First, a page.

Leafy green vegetables, like spinach and kale, are not only rich in magnesium but also packed with vitamins A, C, and K, as well as folate and iron. Nuts and seeds, such as almonds and pumpkin seeds, not only provide magnesium but also offer healthy fats, fiber, and antioxidants. Whole grains, like brown rice and quinoa, are not only a great source of magnesium but also provide fiber, B vitamins, and minerals. Legumes, including beans and lentils, are not only rich in magnesium but also offer plant-based protein, fiber, and various other nutrients.
By including these magnesium-rich foods in your daily meals, you can help ensure an adequate intake of this essential mineral.
Balancing Magnesium with Other Nutrients
While magnesium is important on its own, it also works synergistically with other nutrients to maintain optimal health. Two key nutrients that interact with magnesium are vitamin D and calcium.
Vitamin D plays a crucial role in calcium absorption and utilization. Without sufficient vitamin D, your body may struggle to absorb and utilize calcium properly, which can lead to various health issues. Magnesium helps activate vitamin D, making it more available for your body to use.
Calcium is well-known for its role in maintaining strong bones and teeth. However, without adequate magnesium, calcium may not be properly utilized. Magnesium helps regulate calcium levels in the body, ensuring that it is deposited in bones and teeth rather than accumulating in soft tissues.
Therefore, ensuring a balanced intake of these nutrients is essential for overall well-being. By incorporating magnesium-rich foods into your diet, you are not only increasing your magnesium intake but also indirectly supporting the utilization of vitamin D and calcium.
The Bottom Line
Magnesium’s extensive role in promoting optimal health cannot be overstated. From muscle and nerve function to energy production, this essential mineral is integral to bodily processes. Be it through supplements or magnesium-rich foods, it’s important to ensure sufficient magnesium intake. Balancing this with other key nutrients like vitamin D and calcium will further enhance its benefits. However, understanding the bioavailability, dosage, and potential interactions of magnesium supplements with medications is crucial, and it’s always advisable to consult a healthcare professional for personalized advice. With the right approach, you can effectively harness the health benefits of magnesium.
Magnesium deficiency is linked to stress, diabetes, heart disease, osteoporosis, chronic fatigue syndrome, depression, anxiety, trouble sleeping, sore muscles, migraines, and many more debilitating health conditions.
If your body needs magnesium, you want the most beneficial kind your body can actually absorb. Organixx Magnesium 7 gives you seven (7) of the very best, most bioavailable types of elemental magnesium available.
Do you worry about things constantly? Does persistent stress keep you from relaxing, even at the end of your workday? Do you have trouble falling or staying asleep? If so, then you could be suffering from anxiety that, if left to run its course, could end up snowballing into a lifetime of chronic illness.
Roughly 40 million Americans suffer from anxiety disorders that, in many cases, started off as routine bouts of stress and anxiety that were shrugged off as being part of life. Consequently, it piled on to the point of inducing panic attacks, obsessive-compulsive disorder (OCD), and even post-traumatic stress disorder (PTSD) .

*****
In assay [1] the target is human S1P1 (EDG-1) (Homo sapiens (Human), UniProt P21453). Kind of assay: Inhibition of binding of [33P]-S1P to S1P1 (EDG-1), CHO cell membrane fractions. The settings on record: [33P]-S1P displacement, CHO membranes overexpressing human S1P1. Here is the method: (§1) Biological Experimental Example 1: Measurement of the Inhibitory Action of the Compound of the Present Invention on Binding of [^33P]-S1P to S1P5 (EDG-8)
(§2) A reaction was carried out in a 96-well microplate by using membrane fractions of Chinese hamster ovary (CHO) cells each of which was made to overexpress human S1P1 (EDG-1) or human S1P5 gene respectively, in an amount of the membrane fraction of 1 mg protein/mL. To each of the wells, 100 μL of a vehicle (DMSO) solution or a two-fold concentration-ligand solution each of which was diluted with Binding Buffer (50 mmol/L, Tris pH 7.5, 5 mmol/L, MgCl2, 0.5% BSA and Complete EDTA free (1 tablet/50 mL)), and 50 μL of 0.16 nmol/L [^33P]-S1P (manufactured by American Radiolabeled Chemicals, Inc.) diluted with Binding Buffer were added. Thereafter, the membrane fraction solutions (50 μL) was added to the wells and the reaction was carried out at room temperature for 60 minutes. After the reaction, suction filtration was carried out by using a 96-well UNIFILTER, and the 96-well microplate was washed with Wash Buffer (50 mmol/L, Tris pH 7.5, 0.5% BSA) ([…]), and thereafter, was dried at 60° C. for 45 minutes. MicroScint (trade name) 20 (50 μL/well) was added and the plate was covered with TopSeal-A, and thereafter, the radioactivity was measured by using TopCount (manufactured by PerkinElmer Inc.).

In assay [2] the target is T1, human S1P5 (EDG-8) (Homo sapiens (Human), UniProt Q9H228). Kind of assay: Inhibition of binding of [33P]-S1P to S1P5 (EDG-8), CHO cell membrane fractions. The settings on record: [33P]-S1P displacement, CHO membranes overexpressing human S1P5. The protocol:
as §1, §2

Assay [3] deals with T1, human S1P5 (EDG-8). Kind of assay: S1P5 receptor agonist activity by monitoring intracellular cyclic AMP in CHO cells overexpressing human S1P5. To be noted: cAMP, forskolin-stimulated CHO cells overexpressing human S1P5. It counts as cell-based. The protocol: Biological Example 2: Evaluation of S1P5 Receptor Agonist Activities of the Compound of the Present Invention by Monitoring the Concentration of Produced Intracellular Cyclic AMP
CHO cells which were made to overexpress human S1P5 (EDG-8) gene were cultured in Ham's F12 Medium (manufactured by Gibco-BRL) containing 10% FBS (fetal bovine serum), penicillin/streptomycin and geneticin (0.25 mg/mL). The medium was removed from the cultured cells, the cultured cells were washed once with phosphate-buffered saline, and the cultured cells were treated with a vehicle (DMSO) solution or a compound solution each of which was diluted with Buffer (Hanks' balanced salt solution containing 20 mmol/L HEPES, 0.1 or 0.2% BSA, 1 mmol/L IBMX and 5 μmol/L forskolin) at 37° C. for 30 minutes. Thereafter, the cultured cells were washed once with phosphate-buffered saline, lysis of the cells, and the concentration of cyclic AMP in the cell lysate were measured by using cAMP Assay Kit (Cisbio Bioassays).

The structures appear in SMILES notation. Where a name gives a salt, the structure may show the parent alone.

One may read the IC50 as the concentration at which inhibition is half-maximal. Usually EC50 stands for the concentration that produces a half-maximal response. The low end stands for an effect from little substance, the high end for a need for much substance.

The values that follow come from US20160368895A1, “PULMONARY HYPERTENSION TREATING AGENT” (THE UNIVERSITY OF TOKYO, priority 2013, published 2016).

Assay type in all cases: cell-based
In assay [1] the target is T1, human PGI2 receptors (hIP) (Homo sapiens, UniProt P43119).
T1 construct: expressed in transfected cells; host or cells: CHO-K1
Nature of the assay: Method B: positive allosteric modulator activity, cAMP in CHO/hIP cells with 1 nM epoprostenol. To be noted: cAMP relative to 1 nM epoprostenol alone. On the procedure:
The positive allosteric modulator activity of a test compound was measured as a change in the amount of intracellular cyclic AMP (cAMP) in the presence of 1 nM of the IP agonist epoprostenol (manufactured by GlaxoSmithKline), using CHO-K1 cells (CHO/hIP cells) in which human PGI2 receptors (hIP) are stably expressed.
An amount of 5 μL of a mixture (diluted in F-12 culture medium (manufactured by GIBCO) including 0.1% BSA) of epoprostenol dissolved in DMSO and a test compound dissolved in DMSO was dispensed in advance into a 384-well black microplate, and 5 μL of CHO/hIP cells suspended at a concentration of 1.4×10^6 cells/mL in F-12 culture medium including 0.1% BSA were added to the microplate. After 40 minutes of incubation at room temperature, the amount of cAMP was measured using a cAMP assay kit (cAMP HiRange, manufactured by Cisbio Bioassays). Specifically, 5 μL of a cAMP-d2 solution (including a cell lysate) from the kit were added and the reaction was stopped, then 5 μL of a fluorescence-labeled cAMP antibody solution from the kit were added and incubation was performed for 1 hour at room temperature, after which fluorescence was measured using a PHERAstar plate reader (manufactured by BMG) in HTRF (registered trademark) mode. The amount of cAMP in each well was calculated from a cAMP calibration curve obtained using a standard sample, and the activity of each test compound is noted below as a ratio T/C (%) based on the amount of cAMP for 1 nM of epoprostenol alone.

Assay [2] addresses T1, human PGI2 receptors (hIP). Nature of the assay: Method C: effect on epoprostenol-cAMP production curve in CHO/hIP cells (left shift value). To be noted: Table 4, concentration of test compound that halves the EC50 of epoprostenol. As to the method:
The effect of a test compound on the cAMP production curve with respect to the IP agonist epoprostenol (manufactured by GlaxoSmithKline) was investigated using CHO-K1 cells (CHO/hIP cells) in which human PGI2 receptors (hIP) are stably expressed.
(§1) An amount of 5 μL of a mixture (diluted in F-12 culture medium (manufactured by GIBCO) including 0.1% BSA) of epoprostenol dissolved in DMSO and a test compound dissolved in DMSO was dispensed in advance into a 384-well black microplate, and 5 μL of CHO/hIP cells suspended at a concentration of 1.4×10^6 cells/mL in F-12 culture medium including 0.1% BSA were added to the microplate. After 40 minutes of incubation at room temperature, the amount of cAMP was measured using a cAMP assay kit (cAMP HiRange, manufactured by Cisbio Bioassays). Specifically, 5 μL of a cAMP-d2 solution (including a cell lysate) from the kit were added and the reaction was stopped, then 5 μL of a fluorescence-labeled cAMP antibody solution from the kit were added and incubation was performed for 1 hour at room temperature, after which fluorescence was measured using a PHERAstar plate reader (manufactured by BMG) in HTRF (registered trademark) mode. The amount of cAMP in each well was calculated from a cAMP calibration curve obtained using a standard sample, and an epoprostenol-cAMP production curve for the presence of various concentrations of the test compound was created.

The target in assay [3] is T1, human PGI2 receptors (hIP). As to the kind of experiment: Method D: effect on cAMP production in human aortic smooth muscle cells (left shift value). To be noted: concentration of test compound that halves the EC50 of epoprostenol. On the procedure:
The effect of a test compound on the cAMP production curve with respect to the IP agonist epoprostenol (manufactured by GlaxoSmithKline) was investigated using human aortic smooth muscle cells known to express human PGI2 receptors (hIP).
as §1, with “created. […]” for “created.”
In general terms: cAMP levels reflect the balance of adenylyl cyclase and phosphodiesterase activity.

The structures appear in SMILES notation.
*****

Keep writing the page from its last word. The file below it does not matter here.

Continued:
The medical establishment offers pharmaceutical medications and psychotherapy as solutions, but what if the root cause of many cases of depression and anxiety is a mineral deficiency? What if something as simple as consuming more magnesium helped to take the edge off and gave you some daily peace of mind? In this article, we’re exploring some of the research into and the benefits of magnesium for depression and anxiety.
As Magnesium Deficiency Has Increased, So Has Chronic Illness
An increasing volume of research is pointing to magnesium deficiency as the culprit behind a wide range of health problems. The majority of people living in America and Europe are now deficient in magnesium, and the statistics on rising levels of chronic illness all throughout the West reflect that.
More than 600 critical chemical reactions throughout the body require magnesium , including:
- energy creation
- protein formation
- gene maintenance
- muscle movements
- nervous system regulation
And yet most people don’t get nearly enough magnesium from diet alone. Depending on what you eat and how active you are, you could be slightly in the red or deeply deficient in this life-supporting mineral.
Even people who think they’re healthy may not be getting enough magnesium due to chemical exposure, depleted growing soils, and heavy food processing.
Decreasing Magnesium Levels in Food
Refined wheat, for example, only contains about 16% of the original amount of magnesium compared to whole wheat . Many other foods are just as bad or worse, including foods that would otherwise be healthy were it not for various environmental factors that deplete their mineral stores.
Consequently, average magnesium consumption dropped from about 450 milligrams per day in the 19th century and prior to 250 mg or less per day in the 20th and early 21st centuries.
Athletes Need More Magnesium
If you exercise regularly, you could be even more deficient as athletes require an additional 10-20% more magnesium just to keep up with the baseline levels of everybody else.
Only you know your own body, but if you constantly feel sluggish, worried, stressed, or depressed – especially for no obvious reason – this could be your body telling you that you need more magnesium for anxiety to calm your nervous system, feed your brain, and promote overall feelings of balance, calm, and wellbeing.
Mood Disorders Were Rare in the Early 1900s
Consider the fact that people born around 1900 rarely experienced depression, either in childhood or adulthood. The depression rate was barely one percent.
In 1935, however, it jumped to one percent by the time a person reached 15 years old, and two percent by the time they reached 25. By the age of 45, a comparatively whopping nine percent of those born in 1935 were determined to suffer from depression.